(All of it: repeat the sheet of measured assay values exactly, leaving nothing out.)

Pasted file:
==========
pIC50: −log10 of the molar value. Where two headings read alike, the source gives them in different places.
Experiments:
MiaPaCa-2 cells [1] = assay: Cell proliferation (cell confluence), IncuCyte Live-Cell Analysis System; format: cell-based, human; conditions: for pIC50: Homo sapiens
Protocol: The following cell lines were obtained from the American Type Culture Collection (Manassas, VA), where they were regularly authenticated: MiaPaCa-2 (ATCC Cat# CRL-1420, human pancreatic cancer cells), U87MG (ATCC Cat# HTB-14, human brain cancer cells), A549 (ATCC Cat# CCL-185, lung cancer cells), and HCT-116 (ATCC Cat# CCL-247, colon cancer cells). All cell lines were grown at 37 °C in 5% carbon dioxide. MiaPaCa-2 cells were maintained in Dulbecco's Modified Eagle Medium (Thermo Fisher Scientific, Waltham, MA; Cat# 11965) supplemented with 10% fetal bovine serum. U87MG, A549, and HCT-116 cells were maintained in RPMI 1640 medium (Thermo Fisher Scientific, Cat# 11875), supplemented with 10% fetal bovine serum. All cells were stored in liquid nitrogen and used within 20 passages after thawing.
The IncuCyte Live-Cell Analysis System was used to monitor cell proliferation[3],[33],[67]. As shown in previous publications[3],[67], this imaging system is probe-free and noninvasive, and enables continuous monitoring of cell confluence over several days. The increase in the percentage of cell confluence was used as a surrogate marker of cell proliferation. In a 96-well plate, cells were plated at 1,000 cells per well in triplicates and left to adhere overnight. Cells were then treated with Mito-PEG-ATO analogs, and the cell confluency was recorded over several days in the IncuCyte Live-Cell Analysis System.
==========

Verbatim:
pIC50: −log10 of the molar value. Where two headings read alike, the source gives them in different places.
Experiments:
MiaPaCa-2 cells [1] = assay: Cell proliferation (cell confluence), IncuCyte Live-Cell Analysis System; format: cell-based, human; conditions: for pIC50: Homo sapiens
Protocol: The following cell lines were obtained from the American Type Culture Collection (Manassas, VA), where they were regularly authenticated: MiaPaCa-2 (ATCC Cat# CRL-1420, human pancreatic cancer cells), U87MG (ATCC Cat# HTB-14, human brain cancer cells), A549 (ATCC Cat# CCL-185, lung cancer cells), and HCT-116 (ATCC Cat# CCL-247, colon cancer cells). All cell lines were grown at 37 °C in 5% carbon dioxide. MiaPaCa-2 cells were maintained in Dulbecco's Modified Eagle Medium (Thermo Fisher Scientific, Waltham, MA; Cat# 11965) supplemented with 10% fetal bovine serum. U87MG, A549, and HCT-116 cells were maintained in RPMI 1640 medium (Thermo Fisher Scientific, Cat# 11875), supplemented with 10% fetal bovine serum. All cells were stored in liquid nitrogen and used within 20 passages after thawing.
The IncuCyte Live-Cell Analysis System was used to monitor cell proliferation[3],[33],[67]. As shown in previous publications[3],[67], this imaging system is probe-free and noninvasive, and enables continuous monitoring of cell confluence over several days. The increase in the percentage of cell confluence was used as a surrogate marker of cell proliferation. In a 96-well plate, cells were plated at 1,000 cells per well in triplicates and left to adhere overnight. Cells were then treated with Mito-PEG-ATO analogs, and the cell confluency was recorded over several days in the IncuCyte Live-Cell Analysis System.